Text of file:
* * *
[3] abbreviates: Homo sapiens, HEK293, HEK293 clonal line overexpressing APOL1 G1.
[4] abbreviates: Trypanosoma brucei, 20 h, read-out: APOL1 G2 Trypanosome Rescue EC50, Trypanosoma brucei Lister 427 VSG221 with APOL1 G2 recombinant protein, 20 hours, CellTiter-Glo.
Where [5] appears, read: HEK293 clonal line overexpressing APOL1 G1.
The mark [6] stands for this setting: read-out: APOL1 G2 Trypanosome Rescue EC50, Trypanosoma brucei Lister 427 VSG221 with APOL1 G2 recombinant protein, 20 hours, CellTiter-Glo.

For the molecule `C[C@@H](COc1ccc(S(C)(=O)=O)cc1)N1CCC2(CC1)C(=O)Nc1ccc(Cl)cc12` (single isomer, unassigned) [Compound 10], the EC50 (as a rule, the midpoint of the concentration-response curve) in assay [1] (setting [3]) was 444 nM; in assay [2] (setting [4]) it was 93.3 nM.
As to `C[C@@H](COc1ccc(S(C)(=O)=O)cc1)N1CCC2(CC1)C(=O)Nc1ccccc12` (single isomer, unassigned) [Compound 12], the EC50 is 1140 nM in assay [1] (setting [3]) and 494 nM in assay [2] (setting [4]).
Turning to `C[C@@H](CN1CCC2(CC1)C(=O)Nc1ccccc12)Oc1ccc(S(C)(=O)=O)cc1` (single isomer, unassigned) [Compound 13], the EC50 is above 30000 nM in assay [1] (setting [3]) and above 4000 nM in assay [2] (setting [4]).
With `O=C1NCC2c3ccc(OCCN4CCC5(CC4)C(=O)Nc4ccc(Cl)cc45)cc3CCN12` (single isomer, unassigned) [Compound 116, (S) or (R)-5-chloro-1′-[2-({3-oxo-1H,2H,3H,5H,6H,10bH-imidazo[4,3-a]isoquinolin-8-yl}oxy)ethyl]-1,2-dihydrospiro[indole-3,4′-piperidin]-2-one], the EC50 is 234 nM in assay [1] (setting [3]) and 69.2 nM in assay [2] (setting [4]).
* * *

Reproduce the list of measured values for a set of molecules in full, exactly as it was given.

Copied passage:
[3] abbreviates: Homo sapiens, HEK293, HEK293 clonal line overexpressing APOL1 G1.
[4] abbreviates: Trypanosoma brucei, 20 h, read-out: APOL1 G2 Trypanosome Rescue EC50, Trypanosoma brucei Lister 427 VSG221 with APOL1 G2 recombinant protein, 20 hours, CellTiter-Glo.
Where [5] appears, read: HEK293 clonal line overexpressing APOL1 G1.
The mark [6] stands for this setting: read-out: APOL1 G2 Trypanosome Rescue EC50, Trypanosoma brucei Lister 427 VSG221 with APOL1 G2 recombinant protein, 20 hours, CellTiter-Glo.

For the molecule `C[C@@H](COc1ccc(S(C)(=O)=O)cc1)N1CCC2(CC1)C(=O)Nc1ccc(Cl)cc12` (single isomer, unassigned) [Compound 10], the EC50 (as a rule, the midpoint of the concentration-response curve) in assay [1] (setting [3]) was 444 nM; in assay [2] (setting [4]) it was 93.3 nM.
As to `C[C@@H](COc1ccc(S(C)(=O)=O)cc1)N1CCC2(CC1)C(=O)Nc1ccccc12` (single isomer, unassigned) [Compound 12], the EC50 is 1140 nM in assay [1] (setting [3]) and 494 nM in assay [2] (setting [4]).
Turning to `C[C@@H](CN1CCC2(CC1)C(=O)Nc1ccccc12)Oc1ccc(S(C)(=O)=O)cc1` (single isomer, unassigned) [Compound 13], the EC50 is above 30000 nM in assay [1] (setting [3]) and above 4000 nM in assay [2] (setting [4]).
With `O=C1NCC2c3ccc(OCCN4CCC5(CC4)C(=O)Nc4ccc(Cl)cc45)cc3CCN12` (single isomer, unassigned) [Compound 116, (S) or (R)-5-chloro-1′-[2-({3-oxo-1H,2H,3H,5H,6H,10bH-imidazo[4,3-a]isoquinolin-8-yl}oxy)ethyl]-1,2-dihydrospiro[indole-3,4′-piperidin]-2-one], the EC50 is 234 nM in assay [1] (setting [3]) and 69.2 nM in assay [2] (setting [4]).